My father’s village, Cashel,  County Tipperary, sits at the foot of the Rock Of Cashel, probably the most photographed spot in all of Ireland, and one of the most photographed places in the world.  Not so in 1948.  Tourists had yet to discover Ireland, there was no Aer Lingus offering non-stop flights from Chicago and Boston so that retired cops and firemen could visit the Ould Sod, cry over pints of Guinness because the old days were gone forever.  That all began to change a couple of years later when John Ford, John Wayne, Maureen O’Hara and Victor MacLaglen arrived in County Mayo to make “The Quiet Man”–for my money the most charming and loveable two hours of bullshit even put on film.

I remember my grandmother as a rather fierce-looking old lady, with a hard face and dressed all in black (although that last is probably my fractured memory).  Family lore says she was a dedicated rebel during Ireland’s War of Independence, which may explain her coolness to a grandson who spoke with a distinctly English accent.  There is a story (which may be as much bullshit as “The Quiet Man”) that a meeting of rebels was being held at her house  and they were warned “the Tans” were on their way.  (It’s always “the Tans” in these tales, as if British regulars never left their barracks.  More dramatic, because the Black and Tans were mercenaries and generally murderous bastards.)  At any rate, my grandmother and her chums hid their guns in the bushes out in the yard.  In the event, the British never showed up–which was just as well, since during the night a herd of goats had eaten all the leaves off the bushes, leaving the guns dangling in plain sight.

I have no idea if it’s true–but it’s a nice story all the same.

My grandmother’s house was at least a hundred years old.  Maybe more.  There was a courtyard in back enclosed by a stone wall.  At the end of the yard was my uncle Bill’s blacksmith shop.  It was a true forge, like something out of the 18th century, with a huge hand bellows which he let me operate for him.  He made his own horseshoes in the forge (along with a lot of wrought-iron fencing, gates and railings).  Being a blacksmith in Ireland those days must have been a license to print money.  There were a helluva lot more horses in Ireland then than internal combustion engines–draft horses, hunters, thoroughbreds and all manner of (generally bad-tempered) ponies.  My uncle shoe-ed them all–hot shoes glowing red from the forge, hissing and smelling as he placed them on freshly-trimmed hooves.  The various draft horses, I remember, had hooves the size of dinner plates.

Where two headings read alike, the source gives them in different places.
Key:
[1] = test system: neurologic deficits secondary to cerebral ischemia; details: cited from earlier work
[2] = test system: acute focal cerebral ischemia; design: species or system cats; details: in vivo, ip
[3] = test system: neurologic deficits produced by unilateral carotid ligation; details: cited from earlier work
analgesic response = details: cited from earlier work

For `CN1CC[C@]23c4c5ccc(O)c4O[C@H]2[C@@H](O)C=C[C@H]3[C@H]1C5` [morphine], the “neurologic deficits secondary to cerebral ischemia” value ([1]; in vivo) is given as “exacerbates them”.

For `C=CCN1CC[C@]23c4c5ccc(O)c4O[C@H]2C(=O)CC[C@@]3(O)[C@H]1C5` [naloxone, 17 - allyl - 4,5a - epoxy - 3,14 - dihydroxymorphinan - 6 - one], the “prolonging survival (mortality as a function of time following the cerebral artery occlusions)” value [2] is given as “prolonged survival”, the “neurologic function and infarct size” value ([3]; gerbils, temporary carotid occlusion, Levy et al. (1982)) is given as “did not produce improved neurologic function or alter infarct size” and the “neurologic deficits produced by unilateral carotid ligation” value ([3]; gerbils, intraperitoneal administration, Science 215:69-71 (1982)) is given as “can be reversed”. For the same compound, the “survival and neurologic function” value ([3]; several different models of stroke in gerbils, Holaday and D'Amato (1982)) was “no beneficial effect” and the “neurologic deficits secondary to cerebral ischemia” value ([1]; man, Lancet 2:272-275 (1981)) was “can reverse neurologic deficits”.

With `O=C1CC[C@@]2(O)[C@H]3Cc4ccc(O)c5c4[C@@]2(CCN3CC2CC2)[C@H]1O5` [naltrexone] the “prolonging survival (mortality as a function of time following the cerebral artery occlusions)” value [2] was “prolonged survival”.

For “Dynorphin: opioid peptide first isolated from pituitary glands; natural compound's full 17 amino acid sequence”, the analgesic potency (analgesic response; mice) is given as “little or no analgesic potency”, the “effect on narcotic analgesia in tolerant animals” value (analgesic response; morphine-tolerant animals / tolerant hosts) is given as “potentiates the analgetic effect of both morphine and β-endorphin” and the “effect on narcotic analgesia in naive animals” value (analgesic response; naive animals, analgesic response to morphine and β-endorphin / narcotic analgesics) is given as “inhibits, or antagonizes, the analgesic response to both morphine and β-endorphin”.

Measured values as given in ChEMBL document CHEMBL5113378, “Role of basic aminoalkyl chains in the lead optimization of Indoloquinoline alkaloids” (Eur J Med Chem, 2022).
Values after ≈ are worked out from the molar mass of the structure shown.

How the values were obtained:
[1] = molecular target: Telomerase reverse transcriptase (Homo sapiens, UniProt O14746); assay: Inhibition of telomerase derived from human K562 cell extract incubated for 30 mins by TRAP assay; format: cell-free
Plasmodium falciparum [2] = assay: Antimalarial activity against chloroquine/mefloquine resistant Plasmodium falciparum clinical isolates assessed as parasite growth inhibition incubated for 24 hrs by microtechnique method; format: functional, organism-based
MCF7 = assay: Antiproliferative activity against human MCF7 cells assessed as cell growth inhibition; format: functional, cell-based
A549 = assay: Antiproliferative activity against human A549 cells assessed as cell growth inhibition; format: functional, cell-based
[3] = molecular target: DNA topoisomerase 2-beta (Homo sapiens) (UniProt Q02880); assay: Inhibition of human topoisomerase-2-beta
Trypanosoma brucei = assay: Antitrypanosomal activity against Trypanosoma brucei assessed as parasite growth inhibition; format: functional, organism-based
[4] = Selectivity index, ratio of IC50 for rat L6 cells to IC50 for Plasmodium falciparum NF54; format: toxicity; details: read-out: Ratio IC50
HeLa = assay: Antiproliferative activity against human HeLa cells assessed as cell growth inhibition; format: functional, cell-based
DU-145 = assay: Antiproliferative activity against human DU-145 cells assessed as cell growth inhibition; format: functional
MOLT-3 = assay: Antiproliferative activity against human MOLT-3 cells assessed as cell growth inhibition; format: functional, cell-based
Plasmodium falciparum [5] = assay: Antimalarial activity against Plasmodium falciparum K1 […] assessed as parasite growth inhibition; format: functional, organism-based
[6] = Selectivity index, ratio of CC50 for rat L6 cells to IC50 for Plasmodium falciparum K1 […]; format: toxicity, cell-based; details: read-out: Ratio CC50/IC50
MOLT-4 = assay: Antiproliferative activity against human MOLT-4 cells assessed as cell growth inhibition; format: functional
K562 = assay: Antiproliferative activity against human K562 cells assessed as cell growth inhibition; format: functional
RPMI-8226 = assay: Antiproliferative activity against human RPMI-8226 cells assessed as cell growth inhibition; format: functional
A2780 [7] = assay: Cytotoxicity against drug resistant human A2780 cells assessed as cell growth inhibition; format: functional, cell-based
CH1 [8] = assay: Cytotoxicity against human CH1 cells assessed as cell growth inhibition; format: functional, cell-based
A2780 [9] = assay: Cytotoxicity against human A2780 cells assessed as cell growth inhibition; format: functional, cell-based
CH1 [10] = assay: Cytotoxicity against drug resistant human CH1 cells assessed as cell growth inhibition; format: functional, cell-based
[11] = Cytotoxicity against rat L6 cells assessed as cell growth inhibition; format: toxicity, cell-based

Among her many other attributes, my grandmother had a grim sense of humor.  One afternoon she sent me out the shed to bring in turf for the fire (she actually did some cooking in a great iron pot in an open fireplace).  I went out, flung back the shed door and this great bloody red thoroughbred reared up and missed my head by inches (again, this may be my poor memory, the horse probably missed by six feet, but it felt like inches).  The horse was still hitched to a cart and just as startled to see me as I was to see him.  I stumbled backward into the yard ass over tip–all of which Grandmum thought was bloody hilarious.

Oh, yeah–my brief career as a smuggler.

For some reason my father bought a football (soccer to you) to take back to England.  Have no idea why, except that maybe footballs were hard to come by in England since we were still on wartime rationing.  At any rate, there must have been a custom’s duty on footballs (or maybe they were outright contraband), because my dad deflated the thing and tucked it into the shoulders of my overcoat.  I don’t know if, when going through Customs, I looked guilty–or if a 7-year-old with shoulders like a longshoreman looked suspicious–but I was stopped by the Customs Inspector at the foot of the gangplank.  I remember him as a tall dark-haired man in a trench coat (honest to God) looking a bit like James Mason–and enough like my father they could have been brothers, or at least cousins.  I think now the Customs man was delighted to not only have apprehended a smuggler, but an English one at that.  That’s when my dad stepped forward and the two had a quiet chat–in Gaelic, by God.  That language made all the difference  and I was sent on my way with a stern warning:  “Don’t you bloody try that again, lad!”